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home grown harvest


Tea with Bea

Cookbooks are, for many of us, very personal things. They can bring back wonderful memories or inspire us to new journeys.

And naturally, cookbook authors take great pride in their work. Especially great pride.

A fiction writer can just sit and write, plausibility be damned. A nonfiction author can do much of his research now on the web or just browse library stacks, a fairly passive activity.

A cookbook author has to create those recipes [implausible recipes are bad], then physically concoct them, and then perfect them. It’s a very different “writing” experience requiring time, patience and thoughtfulness. Plus all that physical activity.

That’s why when a cookbook author called me recently and said, “I need help,” I was happy to assist. She had written a wonderful book [which I will review] and someone on Amazon dinged her all over the place. She needed a good review on Amazon and I was happy to reply. Here is the start of the bashing she took:

“The book is unnecessarily large and heavy because it features many full page photographs and the font is quite large. I know everyone likes to look at pretty pictures of perfectly prepared food, but it is ultimately useless. This book could have been half the size, saving shelf and counter space.”

Now, I am not a psychiatrist, although I play one in my marriage, but I know one thing about this reviewer and strongly suspect another.

I know he lacks taste and imagination. Those photos help us and inspire us. In the case of this particular cookbook he disliked, the photos are often essential to let you understand the elegant way the dish can be plated and presented. As for the large font issue, well, the man has yet to turn 40. Just wait.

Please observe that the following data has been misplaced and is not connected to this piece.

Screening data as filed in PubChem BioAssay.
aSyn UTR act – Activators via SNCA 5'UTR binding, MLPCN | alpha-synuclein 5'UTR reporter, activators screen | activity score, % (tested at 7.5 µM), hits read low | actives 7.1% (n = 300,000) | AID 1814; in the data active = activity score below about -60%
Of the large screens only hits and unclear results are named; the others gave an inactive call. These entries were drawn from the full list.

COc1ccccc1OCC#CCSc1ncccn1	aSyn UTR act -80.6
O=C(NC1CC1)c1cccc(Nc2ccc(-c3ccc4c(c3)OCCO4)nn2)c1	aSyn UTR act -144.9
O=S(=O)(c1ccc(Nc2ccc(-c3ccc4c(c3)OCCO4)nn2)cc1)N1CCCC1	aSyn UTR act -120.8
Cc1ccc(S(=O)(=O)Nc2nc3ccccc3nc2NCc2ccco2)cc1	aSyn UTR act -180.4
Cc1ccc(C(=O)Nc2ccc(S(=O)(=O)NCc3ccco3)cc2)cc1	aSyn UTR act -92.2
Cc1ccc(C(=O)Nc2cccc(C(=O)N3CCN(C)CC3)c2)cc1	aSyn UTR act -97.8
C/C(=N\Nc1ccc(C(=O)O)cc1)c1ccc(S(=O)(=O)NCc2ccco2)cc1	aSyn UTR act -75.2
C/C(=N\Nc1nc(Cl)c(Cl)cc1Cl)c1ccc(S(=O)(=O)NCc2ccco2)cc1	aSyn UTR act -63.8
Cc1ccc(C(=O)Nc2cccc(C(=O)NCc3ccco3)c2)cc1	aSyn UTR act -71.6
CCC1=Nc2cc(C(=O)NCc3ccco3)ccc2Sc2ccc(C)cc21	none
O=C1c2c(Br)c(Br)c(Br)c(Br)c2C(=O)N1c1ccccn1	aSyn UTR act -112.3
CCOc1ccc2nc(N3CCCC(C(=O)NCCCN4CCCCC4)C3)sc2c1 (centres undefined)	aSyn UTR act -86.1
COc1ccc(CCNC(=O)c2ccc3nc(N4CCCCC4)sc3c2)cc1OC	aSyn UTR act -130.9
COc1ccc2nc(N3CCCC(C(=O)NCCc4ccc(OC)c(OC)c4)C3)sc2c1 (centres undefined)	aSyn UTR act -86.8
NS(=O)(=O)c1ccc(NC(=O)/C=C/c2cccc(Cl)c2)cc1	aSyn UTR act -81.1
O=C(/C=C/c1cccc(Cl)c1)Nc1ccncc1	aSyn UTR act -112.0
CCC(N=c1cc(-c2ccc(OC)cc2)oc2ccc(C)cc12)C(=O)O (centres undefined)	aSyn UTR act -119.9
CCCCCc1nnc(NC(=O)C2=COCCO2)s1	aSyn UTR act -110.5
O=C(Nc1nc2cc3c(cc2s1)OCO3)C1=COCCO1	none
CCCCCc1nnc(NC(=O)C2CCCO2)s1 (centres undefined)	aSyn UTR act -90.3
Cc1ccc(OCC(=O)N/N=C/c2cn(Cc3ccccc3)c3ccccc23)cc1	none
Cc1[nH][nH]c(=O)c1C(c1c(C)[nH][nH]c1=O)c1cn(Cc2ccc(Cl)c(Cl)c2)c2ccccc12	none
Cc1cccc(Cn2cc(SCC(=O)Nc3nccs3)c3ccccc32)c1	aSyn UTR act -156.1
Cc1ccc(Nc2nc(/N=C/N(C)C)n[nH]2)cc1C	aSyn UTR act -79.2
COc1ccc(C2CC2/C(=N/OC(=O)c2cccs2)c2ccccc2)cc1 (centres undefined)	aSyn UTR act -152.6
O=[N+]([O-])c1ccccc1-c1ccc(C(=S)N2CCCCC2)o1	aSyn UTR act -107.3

Now I can only suspect the following is true, but I believe the critic lives in New York City with a very small kitchen. My solution? Learn to live to with hallways and rooms containing a lot of books. Treat them as assets and not obstacles.

Although, I must, in fairness, say that there sometimes are strong reasons to favor smaller books. Maybe your apartment is already bursting. Maybe you want fifty recipes for some specific area and don’t have time to filter through five hundred. Maybe you are going by plane to visit the grandchildren and make cupcakes, and you don’t want to tote a five pound book through security.

There actually is a definite place for books that are smallish but outstanding. Where can you find those kinds of cookbooks? I recommend checking out the very strong line of books from the publisher Ryland, Peters & Small [www.rylandpeters.com]. Their books are typically about 100 pages, are primarily by British authors, and are both beautiful and substantive.

I have several of them now and I have begun blogging them. Look for more posts in the coming weeks. I began yesterday with a red bell pepper dip from Home-Grown Harvest, an exciting collection of recipes organized by the primary vegetable or fruit ingredient. Suzen just prepared half a dinner party out of this excellent book.

The publisher’s baking books, like Making Cupcakes with Lola and Tea with Bea, are delights. The recipes are stylish and distinctive. The photography, by Kate Whitaker in both those books, is breathtaking and inspiring.

I don’t think the typeface is too large, either.

In fact, these Ryland, Peters, & Small books represent just what we want: a perfect presentation of the art of the cookbook writer. Look for the upcoming blogs or try to find these books ahead of time and begin sampling.